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  • Aug 31, 2019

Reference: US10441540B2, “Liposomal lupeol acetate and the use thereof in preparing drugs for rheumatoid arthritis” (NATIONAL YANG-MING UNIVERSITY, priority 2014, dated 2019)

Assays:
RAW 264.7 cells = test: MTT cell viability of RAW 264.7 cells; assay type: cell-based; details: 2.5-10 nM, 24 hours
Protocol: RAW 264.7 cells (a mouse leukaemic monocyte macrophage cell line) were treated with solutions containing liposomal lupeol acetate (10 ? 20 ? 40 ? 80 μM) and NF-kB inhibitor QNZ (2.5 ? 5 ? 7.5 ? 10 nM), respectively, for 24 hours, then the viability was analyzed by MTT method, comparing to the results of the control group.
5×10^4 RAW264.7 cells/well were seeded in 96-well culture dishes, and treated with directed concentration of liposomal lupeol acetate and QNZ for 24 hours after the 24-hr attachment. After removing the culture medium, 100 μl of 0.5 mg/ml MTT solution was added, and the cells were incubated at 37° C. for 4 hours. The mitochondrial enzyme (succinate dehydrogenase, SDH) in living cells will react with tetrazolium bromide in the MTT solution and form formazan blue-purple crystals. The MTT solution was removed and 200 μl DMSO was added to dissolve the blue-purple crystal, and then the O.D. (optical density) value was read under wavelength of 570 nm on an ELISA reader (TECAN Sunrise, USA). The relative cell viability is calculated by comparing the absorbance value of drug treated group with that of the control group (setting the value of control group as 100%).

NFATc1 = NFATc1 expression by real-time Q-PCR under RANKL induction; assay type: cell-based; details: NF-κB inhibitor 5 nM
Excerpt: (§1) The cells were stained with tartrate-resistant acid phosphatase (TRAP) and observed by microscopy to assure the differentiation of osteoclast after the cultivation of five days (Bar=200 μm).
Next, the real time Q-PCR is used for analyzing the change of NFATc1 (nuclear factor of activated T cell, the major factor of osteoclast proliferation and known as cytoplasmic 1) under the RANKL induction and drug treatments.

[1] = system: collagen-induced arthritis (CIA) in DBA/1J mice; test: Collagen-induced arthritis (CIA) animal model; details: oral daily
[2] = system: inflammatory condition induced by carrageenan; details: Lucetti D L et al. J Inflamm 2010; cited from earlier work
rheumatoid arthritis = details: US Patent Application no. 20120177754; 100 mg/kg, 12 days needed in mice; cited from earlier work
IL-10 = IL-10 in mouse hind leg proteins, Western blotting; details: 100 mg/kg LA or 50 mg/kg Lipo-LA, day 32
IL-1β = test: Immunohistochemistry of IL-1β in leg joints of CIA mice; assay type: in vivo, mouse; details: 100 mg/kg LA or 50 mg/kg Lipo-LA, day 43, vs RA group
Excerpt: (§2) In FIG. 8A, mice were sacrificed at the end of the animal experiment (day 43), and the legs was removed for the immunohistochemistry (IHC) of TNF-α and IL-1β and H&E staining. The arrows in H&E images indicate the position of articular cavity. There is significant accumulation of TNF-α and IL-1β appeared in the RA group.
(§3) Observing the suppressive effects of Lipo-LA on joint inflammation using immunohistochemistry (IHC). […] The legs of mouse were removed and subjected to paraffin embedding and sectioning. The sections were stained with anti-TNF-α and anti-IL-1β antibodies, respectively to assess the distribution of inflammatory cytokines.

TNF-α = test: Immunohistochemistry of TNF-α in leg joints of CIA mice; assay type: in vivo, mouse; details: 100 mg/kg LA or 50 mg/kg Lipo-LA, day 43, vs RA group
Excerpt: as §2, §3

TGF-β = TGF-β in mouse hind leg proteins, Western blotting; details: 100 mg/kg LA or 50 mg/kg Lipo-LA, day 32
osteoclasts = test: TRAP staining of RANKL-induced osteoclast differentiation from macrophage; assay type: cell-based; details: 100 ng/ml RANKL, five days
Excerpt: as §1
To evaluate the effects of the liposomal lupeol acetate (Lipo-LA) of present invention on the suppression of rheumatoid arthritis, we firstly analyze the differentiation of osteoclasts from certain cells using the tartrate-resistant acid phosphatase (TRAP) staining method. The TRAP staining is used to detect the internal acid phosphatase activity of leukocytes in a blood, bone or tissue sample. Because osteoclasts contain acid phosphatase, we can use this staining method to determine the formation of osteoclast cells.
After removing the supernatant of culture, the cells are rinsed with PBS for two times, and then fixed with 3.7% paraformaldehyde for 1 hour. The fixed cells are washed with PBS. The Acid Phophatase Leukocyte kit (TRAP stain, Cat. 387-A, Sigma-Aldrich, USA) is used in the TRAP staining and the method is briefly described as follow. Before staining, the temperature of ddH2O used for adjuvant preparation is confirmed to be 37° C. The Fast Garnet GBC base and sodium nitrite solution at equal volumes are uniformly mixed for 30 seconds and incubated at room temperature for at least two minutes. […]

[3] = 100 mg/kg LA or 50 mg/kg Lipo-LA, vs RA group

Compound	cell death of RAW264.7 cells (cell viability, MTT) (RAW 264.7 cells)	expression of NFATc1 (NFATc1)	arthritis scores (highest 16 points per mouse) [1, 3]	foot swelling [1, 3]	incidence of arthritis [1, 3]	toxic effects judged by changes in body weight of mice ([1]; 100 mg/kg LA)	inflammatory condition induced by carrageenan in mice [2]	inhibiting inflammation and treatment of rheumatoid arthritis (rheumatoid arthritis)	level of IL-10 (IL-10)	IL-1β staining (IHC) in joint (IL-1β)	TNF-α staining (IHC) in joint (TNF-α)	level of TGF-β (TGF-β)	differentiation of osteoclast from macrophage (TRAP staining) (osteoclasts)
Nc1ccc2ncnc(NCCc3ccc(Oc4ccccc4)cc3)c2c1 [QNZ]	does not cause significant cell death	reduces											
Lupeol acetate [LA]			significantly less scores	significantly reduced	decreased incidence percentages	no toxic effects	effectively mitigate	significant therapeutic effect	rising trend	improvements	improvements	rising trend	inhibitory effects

Acid attack is not something old in India. It has dismayed the conscience of our nation with mutilated faces, unvanquished survivors returning upfront to share terrible stories, and families being bankrupt by the supporting recovery prices of the victim. The Indian Penal Code was modified in 2013 for the first time to add regulations directed to acid attacks. Acid attack is inevitably the worst infliction on another human that leads to complete debilitation, loss of income and opportunity, and even social sequestration. This suggests that the present evil remains quite accessible to most and therefore the causes agitating malice. Acid attacks can overwhelmingly be classified as gender violence as 85% of victims are women. For the 15% male victims, the primary cause of the attack is a property dispute. Before insertion of Sections 326A-326B of the Indian Penal Code, the acid attack could only be prosecuted as violence against women. The Indian penal code amendment on the 2nd of April 2013 included provisions for prosecution of perpetrators, treatment, and rehabilitation of the victims, the right to self-defense against acid attack and control of acid sales. The laws but, obviously are ‘too late’, may additionally be ‘too little’ in their current state.The case of an acid attack came up for hearing before the High Court at Calcutta by Piyali Dutta who wrote to the Chief Secretary, WB requesting for interim compensation of Rs. 3 lakhs. The court observed that, a per the WB Victim Compensation Scheme, 2017, the State or the District Legal Services Authority has the right/authority to decide an application for grant of compensation under Section 357A(4) and thereafter on 7th July, 2017 the court passed a judgment in accordance with the appropriate authority in favor of Piyali for the compensation.